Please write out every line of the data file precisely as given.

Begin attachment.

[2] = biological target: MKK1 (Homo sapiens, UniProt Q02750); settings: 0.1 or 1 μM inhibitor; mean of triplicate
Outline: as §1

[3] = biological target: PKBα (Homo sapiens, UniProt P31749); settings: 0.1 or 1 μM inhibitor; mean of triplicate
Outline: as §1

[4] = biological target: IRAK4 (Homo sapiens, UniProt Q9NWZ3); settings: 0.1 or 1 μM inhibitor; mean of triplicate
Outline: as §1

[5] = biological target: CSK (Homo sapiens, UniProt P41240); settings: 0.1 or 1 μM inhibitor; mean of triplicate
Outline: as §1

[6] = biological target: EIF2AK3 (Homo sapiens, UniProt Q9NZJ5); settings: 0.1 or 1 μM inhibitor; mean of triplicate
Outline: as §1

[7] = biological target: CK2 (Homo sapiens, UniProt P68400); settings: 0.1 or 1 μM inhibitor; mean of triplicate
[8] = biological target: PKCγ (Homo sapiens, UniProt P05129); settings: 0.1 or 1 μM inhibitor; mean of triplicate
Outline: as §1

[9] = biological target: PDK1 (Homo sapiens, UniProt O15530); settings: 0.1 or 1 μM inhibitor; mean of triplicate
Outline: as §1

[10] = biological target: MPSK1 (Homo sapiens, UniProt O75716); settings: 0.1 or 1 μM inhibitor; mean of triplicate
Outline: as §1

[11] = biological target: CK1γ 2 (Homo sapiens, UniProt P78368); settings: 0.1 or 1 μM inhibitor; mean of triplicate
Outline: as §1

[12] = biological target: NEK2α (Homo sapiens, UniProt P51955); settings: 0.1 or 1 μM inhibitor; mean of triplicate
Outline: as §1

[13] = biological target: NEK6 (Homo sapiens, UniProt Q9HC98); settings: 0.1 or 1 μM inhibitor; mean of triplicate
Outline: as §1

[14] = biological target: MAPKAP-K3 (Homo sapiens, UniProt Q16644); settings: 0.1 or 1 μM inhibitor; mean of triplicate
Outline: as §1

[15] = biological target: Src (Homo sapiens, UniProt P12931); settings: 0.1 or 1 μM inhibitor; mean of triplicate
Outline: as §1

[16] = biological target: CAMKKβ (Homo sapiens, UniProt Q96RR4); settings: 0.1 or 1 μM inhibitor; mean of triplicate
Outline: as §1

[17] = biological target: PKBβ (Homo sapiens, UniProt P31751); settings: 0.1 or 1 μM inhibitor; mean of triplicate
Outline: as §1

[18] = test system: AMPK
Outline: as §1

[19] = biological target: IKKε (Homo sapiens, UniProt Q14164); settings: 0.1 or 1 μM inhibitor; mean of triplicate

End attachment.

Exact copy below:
[2] = biological target: MKK1 (Homo sapiens, UniProt Q02750); settings: 0.1 or 1 μM inhibitor; mean of triplicate
Outline: as §1

[3] = biological target: PKBα (Homo sapiens, UniProt P31749); settings: 0.1 or 1 μM inhibitor; mean of triplicate
Outline: as §1

[4] = biological target: IRAK4 (Homo sapiens, UniProt Q9NWZ3); settings: 0.1 or 1 μM inhibitor; mean of triplicate
Outline: as §1

[5] = biological target: CSK (Homo sapiens, UniProt P41240); settings: 0.1 or 1 μM inhibitor; mean of triplicate
Outline: as §1

[6] = biological target: EIF2AK3 (Homo sapiens, UniProt Q9NZJ5); settings: 0.1 or 1 μM inhibitor; mean of triplicate
Outline: as §1

[7] = biological target: CK2 (Homo sapiens, UniProt P68400); settings: 0.1 or 1 μM inhibitor; mean of triplicate
[8] = biological target: PKCγ (Homo sapiens, UniProt P05129); settings: 0.1 or 1 μM inhibitor; mean of triplicate
Outline: as §1

[9] = biological target: PDK1 (Homo sapiens, UniProt O15530); settings: 0.1 or 1 μM inhibitor; mean of triplicate
Outline: as §1

[10] = biological target: MPSK1 (Homo sapiens, UniProt O75716); settings: 0.1 or 1 μM inhibitor; mean of triplicate
Outline: as §1

[11] = biological target: CK1γ 2 (Homo sapiens, UniProt P78368); settings: 0.1 or 1 μM inhibitor; mean of triplicate
Outline: as §1

[12] = biological target: NEK2α (Homo sapiens, UniProt P51955); settings: 0.1 or 1 μM inhibitor; mean of triplicate
Outline: as §1

[13] = biological target: NEK6 (Homo sapiens, UniProt Q9HC98); settings: 0.1 or 1 μM inhibitor; mean of triplicate
Outline: as §1

[14] = biological target: MAPKAP-K3 (Homo sapiens, UniProt Q16644); settings: 0.1 or 1 μM inhibitor; mean of triplicate
Outline: as §1

[15] = biological target: Src (Homo sapiens, UniProt P12931); settings: 0.1 or 1 μM inhibitor; mean of triplicate
Outline: as §1

[16] = biological target: CAMKKβ (Homo sapiens, UniProt Q96RR4); settings: 0.1 or 1 μM inhibitor; mean of triplicate
Outline: as §1

[17] = biological target: PKBβ (Homo sapiens, UniProt P31751); settings: 0.1 or 1 μM inhibitor; mean of triplicate
Outline: as §1

[18] = test system: AMPK
Outline: as §1

[19] = biological target: IKKε (Homo sapiens, UniProt Q14164); settings: 0.1 or 1 μM inhibitor; mean of triplicate